Zynga just cannot win.
The company continues to lose money, employees and gamers, who no longer want to play its games. Analysts soberly warn that Zynga desperately needs a series of new mobile hits to improve its profitability and restore some of the luster of its earlier years. Earnings reports in recent quarters have been dismal.
This quarter was no exception. The company reported that its revenue was down 18 percent from the year-ago quarter, results that prompted shares to slip in after-hours trading. Zynga's number of daily active users, or people who logged into its games once a day, dropped 21 percent. However, it did report a small profit.
But the company hopes that a new game, which it is releasing Wednesday evening, will be the beginning of a new chapter -- one flush with profits and praise from users -- that will help it regain some of the footing in the gaming industry that it helped shape.
The new game is a sequel to Draw Something, the popular, turn-based drawing game that has entertained millions of players who sketched images for their friends in a modified, touch-screen version of Pictionary. Last March, Zynga paid $180 million to buy Draw Something, which was created by a New York start-up, Omgpop. Then it watched as players lost interest in the once popular game and took their time elsewhere.
Although the company says the game still has millions of users worldwide, it is betting that the new version will bring back former fans who had become bored.
The success of Draw Something 2 is more about salvaging the remains of an expensive acquisition. It is a crucial test to see whether Zynga can spin any of its former traction on the Web to mobile -- essential if the company wants to remain relevant and continue as a competitive gaming company in the future.
Richard Greenfield, an analyst at BTIG, a global trading firm, said it is normal for players to lose interest, especially when there is no shortage of games across an assortment of consoles, phones, tablets and hand-held devices. None of the top games currently charting in the iTunes App Store are games developed by Zynga, he said, but rather by relatively unknown upstarts.
"Why aren't those Zynga games?" he said. "Why can't they make great hits on mobile? They are saying they are a mobile-first company and, yet, they haven't been able to launch a hit mobile game."
For the new game, Zynga added new drawing tools and accessories as well as features that make Draw Something 2 more closely resemble a social network, with buttons to allow them to share their creation on Facebook, Twitter and Instagram. In addition, users can find and follow other people who are playing the game, browse their shared drawings and "like" and comment on them.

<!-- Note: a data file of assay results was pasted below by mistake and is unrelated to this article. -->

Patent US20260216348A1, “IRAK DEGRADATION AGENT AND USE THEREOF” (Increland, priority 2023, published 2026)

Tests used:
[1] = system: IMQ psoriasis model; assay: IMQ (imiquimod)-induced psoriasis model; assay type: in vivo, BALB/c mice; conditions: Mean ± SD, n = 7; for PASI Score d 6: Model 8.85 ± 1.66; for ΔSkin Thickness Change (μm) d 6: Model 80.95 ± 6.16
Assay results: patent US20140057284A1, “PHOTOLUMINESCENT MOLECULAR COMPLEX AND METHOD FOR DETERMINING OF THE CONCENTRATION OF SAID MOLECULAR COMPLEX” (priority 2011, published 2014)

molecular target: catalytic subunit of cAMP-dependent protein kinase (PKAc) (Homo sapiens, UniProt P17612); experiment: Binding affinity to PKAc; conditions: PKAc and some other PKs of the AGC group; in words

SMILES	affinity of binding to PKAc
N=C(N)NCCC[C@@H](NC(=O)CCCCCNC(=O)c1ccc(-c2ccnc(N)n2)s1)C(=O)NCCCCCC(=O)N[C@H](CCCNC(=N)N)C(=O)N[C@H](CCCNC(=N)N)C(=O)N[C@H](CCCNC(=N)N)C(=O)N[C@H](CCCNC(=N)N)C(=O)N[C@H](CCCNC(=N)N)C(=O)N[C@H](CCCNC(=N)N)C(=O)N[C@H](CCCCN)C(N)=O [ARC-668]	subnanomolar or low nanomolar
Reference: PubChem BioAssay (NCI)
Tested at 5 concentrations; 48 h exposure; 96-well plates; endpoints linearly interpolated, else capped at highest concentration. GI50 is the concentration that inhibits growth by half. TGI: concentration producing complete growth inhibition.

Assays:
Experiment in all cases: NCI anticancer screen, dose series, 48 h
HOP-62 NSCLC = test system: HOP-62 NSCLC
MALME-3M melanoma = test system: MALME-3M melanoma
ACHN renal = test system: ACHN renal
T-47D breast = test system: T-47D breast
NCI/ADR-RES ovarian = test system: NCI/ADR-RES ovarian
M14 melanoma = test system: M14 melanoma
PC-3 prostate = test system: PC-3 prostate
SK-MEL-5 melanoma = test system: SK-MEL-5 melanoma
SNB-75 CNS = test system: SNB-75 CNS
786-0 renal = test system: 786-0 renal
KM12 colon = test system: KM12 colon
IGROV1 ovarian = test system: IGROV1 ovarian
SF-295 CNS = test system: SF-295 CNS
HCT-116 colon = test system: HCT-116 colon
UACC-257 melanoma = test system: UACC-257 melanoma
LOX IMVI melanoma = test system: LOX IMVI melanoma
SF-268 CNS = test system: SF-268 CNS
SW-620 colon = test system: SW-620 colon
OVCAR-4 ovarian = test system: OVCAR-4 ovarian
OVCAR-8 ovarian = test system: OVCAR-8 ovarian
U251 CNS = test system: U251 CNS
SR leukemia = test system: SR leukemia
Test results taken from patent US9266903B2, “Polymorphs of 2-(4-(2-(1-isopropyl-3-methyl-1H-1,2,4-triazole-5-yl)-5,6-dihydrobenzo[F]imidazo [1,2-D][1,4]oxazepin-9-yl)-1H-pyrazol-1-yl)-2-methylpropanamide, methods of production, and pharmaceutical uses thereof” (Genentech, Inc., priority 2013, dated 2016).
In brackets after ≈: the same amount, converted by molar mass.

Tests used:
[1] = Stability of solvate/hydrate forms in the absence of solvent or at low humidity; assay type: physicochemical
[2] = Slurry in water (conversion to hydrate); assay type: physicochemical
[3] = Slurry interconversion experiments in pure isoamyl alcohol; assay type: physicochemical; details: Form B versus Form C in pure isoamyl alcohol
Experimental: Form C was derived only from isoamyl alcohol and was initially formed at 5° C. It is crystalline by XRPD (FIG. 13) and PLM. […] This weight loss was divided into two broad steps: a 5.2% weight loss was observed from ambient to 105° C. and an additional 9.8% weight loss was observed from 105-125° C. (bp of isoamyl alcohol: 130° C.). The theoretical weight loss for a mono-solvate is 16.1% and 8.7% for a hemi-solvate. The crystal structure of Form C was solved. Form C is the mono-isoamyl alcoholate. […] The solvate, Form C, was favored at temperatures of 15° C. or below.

Zynga has also enlisted celebrities on this version of the game, including the pop performers Will.i.am and Carly Rae Jepsen, so that their fans can see their drawings through the application as well.
"We want to reactivate people who played and loved Draw Something 1 but lapsed," Travis Boatman, a senior vice president of mobile at Zynga, said in an interview at the company's New York headquarters.
Zynga is going all out for the release of the new game, with a partnership with Universal Pictures around the coming animated film "Despicable Me 2" to show related advertisements in the game as well as base drawing challenges around the movie.
Caitlin Turosky, a marketing manager at Zynga, said advertising deals like that one had great potential. Zynga currently makes money by showing ads in the free versions of its games, by selling premium versions of its games and by allowing players to make in-app purchases. But eventually, Ms. Turosky said, the company could even show players advertisements based around the topics and objects they are sketching.
Zynga is also experimenting with games using real money, but those efforts are largely located in the United Kingdom.
In the company's earnings report, it said it earned just a penny a share, or $263.6 million in revenue. During the same quarter of last year, the company reported revenue of $321 million. Even so, the company beat analysts' expectations, who estimated that the social gaming giant would report revenue of $203 million and a loss of 4 cents a share. But Wall Street was unimpressed; the stock fell slightly in after-hours trading. The company also posted a modest profit of $4.1 million, compared with a loss of $85 million in the year-ago quarter.
"They've been going through a rough couple of quarters," said Brian Blau, an analyst with Gartner Research who follows the company.
Correction: April 25, 2013, Thursday
This article has been revised to reflect the following correction: An earlier version of this article misspelled the surname of a pop performer. She is Carly Rae Jepsen, not Carly Rae Jespen.
This article originally appeared in The New York Times.